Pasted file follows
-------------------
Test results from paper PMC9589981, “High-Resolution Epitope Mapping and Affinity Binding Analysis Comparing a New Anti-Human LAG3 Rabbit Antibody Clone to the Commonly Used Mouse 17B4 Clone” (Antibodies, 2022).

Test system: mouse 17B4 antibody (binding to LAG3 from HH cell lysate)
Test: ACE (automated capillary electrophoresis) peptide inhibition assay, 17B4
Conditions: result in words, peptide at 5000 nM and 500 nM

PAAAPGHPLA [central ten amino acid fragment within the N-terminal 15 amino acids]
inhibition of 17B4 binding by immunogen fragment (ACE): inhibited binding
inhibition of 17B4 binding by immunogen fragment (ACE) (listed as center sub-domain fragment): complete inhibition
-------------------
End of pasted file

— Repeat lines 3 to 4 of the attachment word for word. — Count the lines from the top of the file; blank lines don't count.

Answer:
Test: ACE (automated capillary electrophoresis) peptide inhibition assay, 17B4
Conditions: result in words, peptide at 5000 nM and 500 nM